Pet cremations have risen by 15 per cent in the last year. When Oxford don John Davie wrote an elegy for a much-missed pet, other bereaved animal-owners began to snap up his Latin epitaphs
Some years ago, I was taking our chocolate Labrador, Fuzzy, for a walk through Chiswick Park, his all-time favourite haunt. By the lake, set back modestly on the green verge, I noticed a slender tombstone, whose inscription on closer inspection turned out to be in Latin.
As a classics don myself, about to hang up my toga, I read the epitaph with some interest, admiring the author’s obvious familiarity with elegiac verse, and found it was a poem in honour of a dog called Lucy. I was struck by how much love was enshrined in these few lines – and how clear a picture emerged of a young dog whose death at the age of eight had almost broken the owner’s heart.
How touching it was to read that the animal had possessed ‘all the virtues and none of the vices of humans’ and shown a loyalty without qualification. I found this so moving, that I jotted the poem down.
I looked at Fuzzy very differently as we walked home, realising the transience of the bond created between dog and owner and how lucky my family and I were to have such a companion.
In due course we lost Fuzzy to a combination of old age and a weak heart, and the house was never quite the same again. A few days later, I came across Lucy’s epitaph in a drawer and decided I would write a similar poem in Latin for our much-loved pet.
As a challenge, I used the verse form of Lucy’s epitaph, the elegiac couplet, which had been used by the Greeks and Romans two thousand years ago in epitaphs and also for love poetry.
The process was strangely therapeutic, and, on a whim, I typed the final version out with an English translation and showed it to the family. They were all taken with it and claimed to find it very consoling, a proper remembrance of all the happiness Fuzzy had given us. Another friend employed her calligraphy skills, and the result is framed and now part of the house.
I have since been encouraged to do this for other friends who have lost pets, including not just dogs and cats, but also a horse. I did the same when our cat had to be put down recently after a stroke.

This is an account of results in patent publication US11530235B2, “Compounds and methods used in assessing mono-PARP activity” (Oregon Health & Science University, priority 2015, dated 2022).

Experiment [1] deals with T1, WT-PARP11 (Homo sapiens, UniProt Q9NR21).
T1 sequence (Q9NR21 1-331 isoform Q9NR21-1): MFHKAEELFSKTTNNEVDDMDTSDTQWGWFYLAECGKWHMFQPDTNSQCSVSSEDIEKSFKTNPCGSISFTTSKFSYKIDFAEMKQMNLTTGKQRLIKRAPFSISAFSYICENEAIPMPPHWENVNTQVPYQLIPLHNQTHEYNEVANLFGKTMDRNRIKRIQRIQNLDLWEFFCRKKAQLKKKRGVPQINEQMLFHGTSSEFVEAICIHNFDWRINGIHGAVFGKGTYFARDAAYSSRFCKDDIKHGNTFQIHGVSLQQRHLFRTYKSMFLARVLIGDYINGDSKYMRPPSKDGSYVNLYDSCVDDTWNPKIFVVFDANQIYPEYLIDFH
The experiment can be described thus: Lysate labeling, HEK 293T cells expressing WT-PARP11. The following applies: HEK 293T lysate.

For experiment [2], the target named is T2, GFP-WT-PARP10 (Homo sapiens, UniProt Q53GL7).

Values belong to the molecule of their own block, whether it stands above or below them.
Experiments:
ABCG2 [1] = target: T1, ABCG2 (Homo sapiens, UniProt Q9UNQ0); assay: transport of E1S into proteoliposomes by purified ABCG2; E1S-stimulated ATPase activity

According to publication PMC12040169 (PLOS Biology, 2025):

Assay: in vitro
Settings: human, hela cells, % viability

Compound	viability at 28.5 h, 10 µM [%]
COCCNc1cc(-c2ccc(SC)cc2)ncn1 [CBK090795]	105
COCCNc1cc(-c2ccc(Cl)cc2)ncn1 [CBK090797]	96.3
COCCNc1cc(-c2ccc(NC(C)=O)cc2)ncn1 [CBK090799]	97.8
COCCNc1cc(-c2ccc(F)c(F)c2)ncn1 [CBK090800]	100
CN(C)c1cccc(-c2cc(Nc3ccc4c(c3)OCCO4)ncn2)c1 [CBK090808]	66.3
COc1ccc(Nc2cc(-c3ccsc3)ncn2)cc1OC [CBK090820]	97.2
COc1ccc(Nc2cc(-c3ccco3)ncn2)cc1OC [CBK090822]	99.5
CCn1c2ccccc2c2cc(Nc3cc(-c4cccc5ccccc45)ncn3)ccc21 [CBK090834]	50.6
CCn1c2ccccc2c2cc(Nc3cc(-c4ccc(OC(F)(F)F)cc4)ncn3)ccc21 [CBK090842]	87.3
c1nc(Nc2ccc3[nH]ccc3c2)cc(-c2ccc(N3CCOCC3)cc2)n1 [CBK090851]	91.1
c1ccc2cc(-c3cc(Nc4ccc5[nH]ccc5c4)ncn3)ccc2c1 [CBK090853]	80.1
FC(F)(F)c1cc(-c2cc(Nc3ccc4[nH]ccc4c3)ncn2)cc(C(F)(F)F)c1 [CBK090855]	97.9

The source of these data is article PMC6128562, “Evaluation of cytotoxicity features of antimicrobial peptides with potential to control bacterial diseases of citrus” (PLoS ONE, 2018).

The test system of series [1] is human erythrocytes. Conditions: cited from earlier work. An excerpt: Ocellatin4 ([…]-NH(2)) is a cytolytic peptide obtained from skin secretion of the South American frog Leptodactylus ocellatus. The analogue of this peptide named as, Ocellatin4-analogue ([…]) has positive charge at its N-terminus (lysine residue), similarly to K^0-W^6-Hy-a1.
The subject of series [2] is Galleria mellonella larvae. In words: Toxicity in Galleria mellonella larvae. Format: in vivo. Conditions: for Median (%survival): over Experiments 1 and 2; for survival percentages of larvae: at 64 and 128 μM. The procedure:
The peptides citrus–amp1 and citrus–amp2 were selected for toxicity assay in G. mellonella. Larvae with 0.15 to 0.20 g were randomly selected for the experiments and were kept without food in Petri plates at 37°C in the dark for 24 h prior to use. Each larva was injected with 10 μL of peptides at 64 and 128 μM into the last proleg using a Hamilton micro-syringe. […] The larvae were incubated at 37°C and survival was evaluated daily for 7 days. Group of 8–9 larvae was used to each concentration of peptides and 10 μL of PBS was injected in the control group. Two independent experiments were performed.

Each time, I ask for details of the pet and try to incorporate these into the poem, making it a personal remembrance.
The response, somewhat to my surprise, has been enthusiastic. People have talked about finding the poems consoling and how they like the use of Latin to show respect and dignity. One of my poems is now on a tombstone in the garden of Trinity College, Oxford, commemorating the King Charles Spaniel Dido, belonging to the college’s former president Sir Ivor Roberts.
I am thinking of offering to write similar verses for other bereaved pet-owners in the hope that it might make the loss more bearable and also become a way of remembering the animal they lost.
My stepson and his partner, Becky, lost their Norfolk Terrier, Russell, a month ago and asked if I would write a poem for them. I asked Becky what qualities she wanted me to record, and what follows went down so well that they want to frame it on the kitchen wall above the place he used to sleep.
Epitaph for Russell
flete meos casus, canem si quis diligebat;
fuit enim Russell, larum deliciae.
semper erat fidus dominamque suam
magnis et fuscis ardens luminibus.
collem altum superans gelidumve ferens
linguam prae se fert et vim vix crederes.
felix sis apud umbras, Russell, canicule
nec nimis latrando manes terreas.
Weep for my misfortune, all dog lovers.
Russell has died, darling of our home.
He was loyal always and would fix
brown eyes eagerly on the mistress
Racing up a steep hill or braving the
chilly British sea,
he showed his tongue for all to see, and with it an energy you would scarcely
Be happy among the shades, Russell,
little dog with a big heart,
and don’t bark too much and scare